The angels prayed unceasingly for their warriors during the entire retreat, Petrash said.

The ministry also meets in Lowry's home from 6 to 8 p.m. every Wednesday so the veterans can maintain their connections. Both the retreats and meetings are open to veterans of all eras.

As a corpsman, Lowry said he could not emotionally deal with one soldier's death in combat because he constantly had to worry about so many others.

"With the ministry, I can take time to talk, cry or laugh with everyone," he said. "It's a true blessing to go from combat to ministry."

Spiritual directors delivered sermons each day of the retreat, and nearly a dozen veterans provided personal testimony about forgiveness, perseverance, growth and significance, among other topics.

"All veterans have been through war - they have that in common," said Vietnam War veteran Martin Garcia, 67, of Bloomington. "Learning to confide, trust and pray together brings us even closer together."

Garcia, who indulged in alcohol to forget his experiences in Vietnam, stopped drinking more than a decade ago.

Like many veterans, Lowry thought that his significance had diminished when his time as a combat corpsman ended. As a corpsman, he preserved the health and well-being of his comrades constantly.

Naturally, his roles in civilian life are less intense than those in the military. However, they are no less important, he said.

"The ministry helps veterans see who they are, how they are needed by their spouses and how they are spiritual leaders and examples for their children," Lowry said.

Veterans involved in ministry remain servicemen and women who move from serving country to serving God, he said.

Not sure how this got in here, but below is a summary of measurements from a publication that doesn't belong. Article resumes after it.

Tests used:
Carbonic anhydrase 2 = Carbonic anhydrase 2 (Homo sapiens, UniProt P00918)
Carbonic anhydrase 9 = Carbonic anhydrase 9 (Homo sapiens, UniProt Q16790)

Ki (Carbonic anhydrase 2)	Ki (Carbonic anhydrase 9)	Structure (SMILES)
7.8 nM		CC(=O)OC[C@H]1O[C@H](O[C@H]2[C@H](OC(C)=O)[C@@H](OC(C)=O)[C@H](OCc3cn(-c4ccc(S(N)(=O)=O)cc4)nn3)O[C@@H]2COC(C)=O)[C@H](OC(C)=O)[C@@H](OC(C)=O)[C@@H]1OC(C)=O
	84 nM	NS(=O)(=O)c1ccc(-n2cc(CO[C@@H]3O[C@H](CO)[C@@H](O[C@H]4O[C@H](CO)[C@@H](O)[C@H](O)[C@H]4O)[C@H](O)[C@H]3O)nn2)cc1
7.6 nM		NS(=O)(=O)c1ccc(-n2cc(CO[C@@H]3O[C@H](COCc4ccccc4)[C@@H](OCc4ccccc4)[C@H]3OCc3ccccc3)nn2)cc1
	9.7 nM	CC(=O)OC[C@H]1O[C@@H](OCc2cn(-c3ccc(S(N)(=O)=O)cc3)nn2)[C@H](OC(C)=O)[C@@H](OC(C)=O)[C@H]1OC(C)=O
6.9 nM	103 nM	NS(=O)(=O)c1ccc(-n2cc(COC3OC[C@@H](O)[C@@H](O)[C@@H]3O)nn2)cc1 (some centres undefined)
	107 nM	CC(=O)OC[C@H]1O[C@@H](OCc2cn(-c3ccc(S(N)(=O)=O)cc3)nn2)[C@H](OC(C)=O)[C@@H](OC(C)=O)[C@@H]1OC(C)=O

During his deployment, Lowry endured multiple explosions that caused brain injuries.

Lowry fought in the initial invasion of Baghdad in 2003 and returned to Iraq in 2004 to clear Fallujah. He was awarded three Purple Hearts during his service.

In 2005, he came home to Camp Pendleton, where he remained until his transfer to the Naval Air Station Corpus Christi the next year.

As his military career drew to a close in 2007, a new phase of Lowry's life began. His transition into a world without those who understood him was tough. His life spun out of control with anger and alcohol.

"The end was bittersweet," he said. "I wanted to be back with the guys because I held myself responsible for everyone who didn't come home."

He told himself he could have done something differently or better had he been there.

His wife, Nicki, describes this as "survivor's guilt."

"I didn't understand - he was a completely different guy from the one I knew," she said.

She described an emotionless husband with a dead gaze, unless he was angry.

"The only emotion he had down was anger, and he had it down well," she said.

She prayed and educated herself about her husband's struggles.

The high school friends who later married have four children ages 3 to 9.

They attend Northside Baptist Church in Victoria, where their children also go to school.

"We chose Northside because the pastor preaches the scripture," Lowry said. "The church has a Christian sports program, and they embrace my ministry."

The Lowrys also participate in Bible study with other young, married couples through the church.

"I don't regret my service, even though it made life difficult," Lowry said. "Without those struggles, I would not be the man I am today, and the ministry would not exist."



Powered By AffectDigitalMedia